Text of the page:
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'It was like a little boy's dream come true!'

By RAJUL HEGDE
August 04, 2020 17:55 IST
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'We felt like we were a part of something bigger than just a film.'

IMAGE: With Sunil Gavaskar. Photograph: Kind courtesy Tahir Raj Bhasin/Instagram

Tahir Raj Bhasin got his big break in Mardaani, and went on to do movies like Force 2, Manto and Chhichhore.

He hopes that movie theatres re-open with his next big project, Kabir Khan's '83, where he plays Sunil Gavaskar.

He tells Rediff.com Contributor Rajul Hegde more about the 'event film', saying, "Making a film like that would be almost impossible today."

How has the lockdown been for you?

In the beginning, there was a lot of anxiety.

But as the weeks went by and when you see the larger picture of the kind of hardships people had to endure, you realise that you are very blessed in the kind of lifestyle that you lead.

Now, the routine has become part of a template that you follow, in terms of work meetings on zoom and actor rehearsals that are happening digitally.

Of course, one does miss socialising but that's a small sacrifice.

 

IMAGE: Tahir's lockdown look. Photograph: Kind courtesy Tahir Raj Bhasin/Instagram

Did you pursue any hobbies during the lockdown?

I have to talk about the mandatory tasks that people have had to do during this time, which is, you know, washing and drying your clothes, cleaning your house...

They feel like menial tasks, but it's just giving you so much more respect for the work people around you were doing before the lockdown.

As far as new hobbies are concerned, cooking would definitely be one of them.

Although I haven't reached Master Chef level, I can now survive by myself, which is good.

I've also experimented with writing.

It's not something that I'm doing to publish or to get made but it keeps me connected to the creative process and keeps the imagination going.

Were you upset when the release of your film '83 got postponed due to COVID-19?

Firstly, we are very lucky that the film was shot when it did because we moved to the UK exactly this time last year.

Making a film like that would be almost impossible today.

I wasn't disappointed because it's a period film and it doesn't matter if it's pushed by a few months because the look of the film will not get dated.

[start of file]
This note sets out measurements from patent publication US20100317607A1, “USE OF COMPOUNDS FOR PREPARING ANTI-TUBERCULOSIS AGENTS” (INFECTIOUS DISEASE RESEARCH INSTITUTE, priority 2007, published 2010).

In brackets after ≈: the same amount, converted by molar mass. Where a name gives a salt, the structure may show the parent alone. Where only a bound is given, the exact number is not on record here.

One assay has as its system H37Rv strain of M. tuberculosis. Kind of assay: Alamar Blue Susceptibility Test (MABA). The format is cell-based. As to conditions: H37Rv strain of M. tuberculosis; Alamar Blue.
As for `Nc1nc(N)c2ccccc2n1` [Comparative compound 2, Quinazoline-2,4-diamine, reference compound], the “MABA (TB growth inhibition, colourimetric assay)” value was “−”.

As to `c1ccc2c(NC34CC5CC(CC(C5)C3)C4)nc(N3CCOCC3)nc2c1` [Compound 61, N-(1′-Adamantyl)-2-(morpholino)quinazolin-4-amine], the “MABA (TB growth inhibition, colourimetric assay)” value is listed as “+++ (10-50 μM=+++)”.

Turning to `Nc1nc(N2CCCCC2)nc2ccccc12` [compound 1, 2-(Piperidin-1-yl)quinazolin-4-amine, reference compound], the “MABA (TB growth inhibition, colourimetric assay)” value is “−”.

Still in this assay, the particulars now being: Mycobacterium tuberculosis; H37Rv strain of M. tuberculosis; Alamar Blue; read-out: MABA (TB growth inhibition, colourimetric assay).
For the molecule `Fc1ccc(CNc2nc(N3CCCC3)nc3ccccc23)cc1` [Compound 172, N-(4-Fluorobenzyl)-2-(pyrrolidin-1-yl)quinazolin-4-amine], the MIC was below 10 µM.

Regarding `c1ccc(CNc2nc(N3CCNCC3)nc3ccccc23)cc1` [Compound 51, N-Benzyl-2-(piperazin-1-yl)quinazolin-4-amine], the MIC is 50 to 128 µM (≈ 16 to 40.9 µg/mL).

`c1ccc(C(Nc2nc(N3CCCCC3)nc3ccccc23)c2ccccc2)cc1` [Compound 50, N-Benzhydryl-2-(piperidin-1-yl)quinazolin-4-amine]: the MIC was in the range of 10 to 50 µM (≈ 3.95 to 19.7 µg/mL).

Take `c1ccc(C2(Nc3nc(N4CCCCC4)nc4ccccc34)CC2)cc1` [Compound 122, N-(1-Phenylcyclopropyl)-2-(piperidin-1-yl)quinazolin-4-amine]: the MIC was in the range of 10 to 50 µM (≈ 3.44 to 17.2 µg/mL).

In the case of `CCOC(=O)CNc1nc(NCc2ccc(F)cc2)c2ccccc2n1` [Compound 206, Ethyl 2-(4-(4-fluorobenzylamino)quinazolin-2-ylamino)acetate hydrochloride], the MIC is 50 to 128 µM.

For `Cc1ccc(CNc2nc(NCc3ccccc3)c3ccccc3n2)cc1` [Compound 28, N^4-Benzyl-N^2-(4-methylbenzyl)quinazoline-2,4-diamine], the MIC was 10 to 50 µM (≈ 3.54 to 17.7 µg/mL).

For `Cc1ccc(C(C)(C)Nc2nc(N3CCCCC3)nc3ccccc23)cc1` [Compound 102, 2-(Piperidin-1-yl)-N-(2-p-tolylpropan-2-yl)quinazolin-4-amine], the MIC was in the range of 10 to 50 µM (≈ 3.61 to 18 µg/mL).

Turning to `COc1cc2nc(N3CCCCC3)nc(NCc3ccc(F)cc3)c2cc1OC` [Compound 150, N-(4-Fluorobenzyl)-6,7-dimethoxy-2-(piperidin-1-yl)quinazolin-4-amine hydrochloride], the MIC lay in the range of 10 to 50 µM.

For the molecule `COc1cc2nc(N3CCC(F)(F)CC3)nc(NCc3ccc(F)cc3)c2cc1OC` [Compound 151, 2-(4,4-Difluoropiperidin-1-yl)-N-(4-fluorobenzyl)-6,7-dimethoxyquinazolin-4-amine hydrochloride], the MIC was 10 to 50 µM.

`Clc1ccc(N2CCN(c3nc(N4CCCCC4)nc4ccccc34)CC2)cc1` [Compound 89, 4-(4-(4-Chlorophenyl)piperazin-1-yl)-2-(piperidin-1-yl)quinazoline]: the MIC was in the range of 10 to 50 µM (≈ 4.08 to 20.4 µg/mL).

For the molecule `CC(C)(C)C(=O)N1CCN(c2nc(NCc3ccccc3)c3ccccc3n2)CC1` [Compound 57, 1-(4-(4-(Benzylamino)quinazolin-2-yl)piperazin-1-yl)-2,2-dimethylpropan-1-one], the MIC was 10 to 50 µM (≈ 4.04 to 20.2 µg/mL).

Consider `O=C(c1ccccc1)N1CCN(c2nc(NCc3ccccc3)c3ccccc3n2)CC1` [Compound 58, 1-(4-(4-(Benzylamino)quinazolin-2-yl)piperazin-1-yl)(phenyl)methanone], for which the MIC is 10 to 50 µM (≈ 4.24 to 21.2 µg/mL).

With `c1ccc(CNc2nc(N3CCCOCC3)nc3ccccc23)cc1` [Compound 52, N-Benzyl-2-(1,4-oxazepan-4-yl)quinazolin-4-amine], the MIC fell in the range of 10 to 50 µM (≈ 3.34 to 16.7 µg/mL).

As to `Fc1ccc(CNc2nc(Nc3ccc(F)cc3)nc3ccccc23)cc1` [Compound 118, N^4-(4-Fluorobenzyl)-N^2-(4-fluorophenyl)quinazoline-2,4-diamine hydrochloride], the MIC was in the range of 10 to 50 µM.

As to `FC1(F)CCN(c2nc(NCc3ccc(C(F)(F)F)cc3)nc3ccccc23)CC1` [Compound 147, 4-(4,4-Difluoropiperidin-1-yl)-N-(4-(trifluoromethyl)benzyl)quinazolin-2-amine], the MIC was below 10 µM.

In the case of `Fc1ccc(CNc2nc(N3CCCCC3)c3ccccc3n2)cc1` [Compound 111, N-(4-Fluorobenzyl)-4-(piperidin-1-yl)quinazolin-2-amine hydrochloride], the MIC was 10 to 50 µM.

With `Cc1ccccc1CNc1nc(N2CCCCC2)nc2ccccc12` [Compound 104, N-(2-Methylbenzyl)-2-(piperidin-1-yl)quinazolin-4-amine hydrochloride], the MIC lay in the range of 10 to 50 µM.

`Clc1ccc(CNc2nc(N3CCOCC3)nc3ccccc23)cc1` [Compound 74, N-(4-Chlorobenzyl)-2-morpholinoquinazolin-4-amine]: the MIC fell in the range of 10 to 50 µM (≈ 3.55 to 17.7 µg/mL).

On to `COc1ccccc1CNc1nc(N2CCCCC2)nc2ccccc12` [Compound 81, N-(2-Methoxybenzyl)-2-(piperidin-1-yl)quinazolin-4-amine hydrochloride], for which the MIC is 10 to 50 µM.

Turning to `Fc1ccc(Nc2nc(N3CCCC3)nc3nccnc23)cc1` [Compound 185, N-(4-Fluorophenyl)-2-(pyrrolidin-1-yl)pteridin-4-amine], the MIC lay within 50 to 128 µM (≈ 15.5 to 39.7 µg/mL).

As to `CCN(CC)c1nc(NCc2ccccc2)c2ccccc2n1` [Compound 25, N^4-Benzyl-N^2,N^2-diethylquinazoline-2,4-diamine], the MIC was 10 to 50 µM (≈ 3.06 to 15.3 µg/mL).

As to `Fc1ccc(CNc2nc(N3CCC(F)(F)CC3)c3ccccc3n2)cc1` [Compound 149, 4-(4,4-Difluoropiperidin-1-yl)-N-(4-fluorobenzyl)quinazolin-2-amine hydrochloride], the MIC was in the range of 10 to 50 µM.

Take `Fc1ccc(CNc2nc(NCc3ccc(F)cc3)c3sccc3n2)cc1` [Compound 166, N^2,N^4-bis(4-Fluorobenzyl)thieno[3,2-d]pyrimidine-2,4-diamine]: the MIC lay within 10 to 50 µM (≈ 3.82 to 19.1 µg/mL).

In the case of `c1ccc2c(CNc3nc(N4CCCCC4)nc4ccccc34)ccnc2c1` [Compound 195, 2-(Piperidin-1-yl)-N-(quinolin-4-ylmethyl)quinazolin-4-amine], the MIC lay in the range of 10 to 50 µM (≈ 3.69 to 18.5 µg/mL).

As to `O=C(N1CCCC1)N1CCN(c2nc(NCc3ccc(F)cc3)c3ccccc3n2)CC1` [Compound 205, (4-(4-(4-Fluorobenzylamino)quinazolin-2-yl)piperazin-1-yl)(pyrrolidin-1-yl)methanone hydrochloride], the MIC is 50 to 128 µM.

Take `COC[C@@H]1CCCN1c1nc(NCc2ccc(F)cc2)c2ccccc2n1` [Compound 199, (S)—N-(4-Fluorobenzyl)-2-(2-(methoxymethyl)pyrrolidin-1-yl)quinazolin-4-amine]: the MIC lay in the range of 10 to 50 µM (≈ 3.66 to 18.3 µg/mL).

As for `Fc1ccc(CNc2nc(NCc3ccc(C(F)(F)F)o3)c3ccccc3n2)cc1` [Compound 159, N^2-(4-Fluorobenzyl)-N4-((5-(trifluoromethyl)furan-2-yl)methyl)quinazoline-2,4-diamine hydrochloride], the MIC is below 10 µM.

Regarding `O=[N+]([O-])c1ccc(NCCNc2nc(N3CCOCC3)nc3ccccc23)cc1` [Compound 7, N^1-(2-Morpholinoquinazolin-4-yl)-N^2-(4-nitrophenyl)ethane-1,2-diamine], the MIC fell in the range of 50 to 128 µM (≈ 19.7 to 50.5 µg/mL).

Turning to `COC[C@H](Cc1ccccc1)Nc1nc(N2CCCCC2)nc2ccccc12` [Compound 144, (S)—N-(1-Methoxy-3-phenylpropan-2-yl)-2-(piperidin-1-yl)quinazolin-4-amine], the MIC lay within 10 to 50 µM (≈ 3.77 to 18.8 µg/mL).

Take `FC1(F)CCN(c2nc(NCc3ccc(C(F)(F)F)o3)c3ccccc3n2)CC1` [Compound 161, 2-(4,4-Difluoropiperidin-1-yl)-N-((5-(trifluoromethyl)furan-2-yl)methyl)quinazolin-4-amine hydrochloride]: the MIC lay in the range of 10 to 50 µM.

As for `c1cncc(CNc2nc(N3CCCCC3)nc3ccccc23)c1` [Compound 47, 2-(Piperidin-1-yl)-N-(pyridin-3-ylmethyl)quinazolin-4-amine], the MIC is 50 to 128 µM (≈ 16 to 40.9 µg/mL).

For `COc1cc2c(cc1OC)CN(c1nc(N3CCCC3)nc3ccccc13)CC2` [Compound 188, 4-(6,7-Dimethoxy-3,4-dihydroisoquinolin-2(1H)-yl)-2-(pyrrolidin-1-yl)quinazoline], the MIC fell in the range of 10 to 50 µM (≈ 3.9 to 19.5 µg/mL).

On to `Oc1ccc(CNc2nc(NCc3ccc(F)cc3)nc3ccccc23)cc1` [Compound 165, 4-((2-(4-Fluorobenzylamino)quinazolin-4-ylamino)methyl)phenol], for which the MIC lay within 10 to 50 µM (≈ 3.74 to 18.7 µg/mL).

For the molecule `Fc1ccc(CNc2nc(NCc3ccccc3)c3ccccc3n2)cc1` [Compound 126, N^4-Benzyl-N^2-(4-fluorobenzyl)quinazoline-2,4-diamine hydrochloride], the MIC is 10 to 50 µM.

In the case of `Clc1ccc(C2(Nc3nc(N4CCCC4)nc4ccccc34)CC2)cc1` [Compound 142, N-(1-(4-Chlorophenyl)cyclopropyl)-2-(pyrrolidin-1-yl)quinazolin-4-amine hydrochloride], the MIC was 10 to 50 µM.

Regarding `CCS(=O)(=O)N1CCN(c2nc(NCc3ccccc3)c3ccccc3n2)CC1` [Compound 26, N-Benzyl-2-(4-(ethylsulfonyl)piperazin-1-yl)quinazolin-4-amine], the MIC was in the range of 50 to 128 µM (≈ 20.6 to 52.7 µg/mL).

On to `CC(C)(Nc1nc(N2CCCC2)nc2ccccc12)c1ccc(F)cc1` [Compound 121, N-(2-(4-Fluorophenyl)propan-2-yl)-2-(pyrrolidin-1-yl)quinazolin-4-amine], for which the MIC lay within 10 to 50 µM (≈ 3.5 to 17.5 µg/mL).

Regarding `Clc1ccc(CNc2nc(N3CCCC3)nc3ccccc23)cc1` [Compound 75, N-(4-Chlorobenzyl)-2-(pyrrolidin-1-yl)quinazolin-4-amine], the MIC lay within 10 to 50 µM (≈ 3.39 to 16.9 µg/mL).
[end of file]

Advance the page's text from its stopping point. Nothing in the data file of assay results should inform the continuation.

It's an iconic event, something the whole country knows about.

It's going to resonate with the audience regardless of when the film releases.

Normally, there is a sense of disappointment if you feel the people might lose interest in a story, but cricket and film are two things that the country is very passionate about. I really hope that this is the film that brings the audience back into the theatres later in the year, when it's safer.

 

IMAGE: With the Chhichhore cast and its Director Nitesh Tiwari. Photograph: Kind courtesy Tahir Raj Bhasin/Instagram

You play Sunil Gavaskar in the film. How did you get the role?

I was actually doing a rehearsal with the Chhichhore team when I met with Kabir sir (Khan) for the first time.

He was prepping for '83, but he never mentioned it.

It was only after Casting Director Mukesh Chhabra watched Manto that he got me to meet Kabir sir.

I was floored with the concept and the scale at which the film was going to be made.

It was such an event film; all of us were going to the UK and live as a team.

How much do you play/follow cricket?

As much as any Indian boy.

I have played galli cricket, but I've never been part of a professional team.

To learn the technicalities of the sport, in terms what is the exact professional grip of the bat?

What is your stance?

I'm not just learning the technicalities when I'm prepping for the part, I had to learn them like the master of the game.

I had to learn it as Sunil Gavaskar, and that was a major challenge.

It took six or seven months of detailed training on the physicality of the part.

Balwinder Singh Sandhu, who was a part of the 1983 team (which won the World Cup), was coaching the actors on this film.

IMAGE: With Ranveer Singh, Sunil Gavaskar, Kabir Khan and Mini Mathur. Photograph: Kind courtesy Kabir Khan/Instagram

Did you get to meet Sunil Gavaskar?

Yes, quite a few times.

He happened to be in London when we were shooting; he was commentating for the World Cup.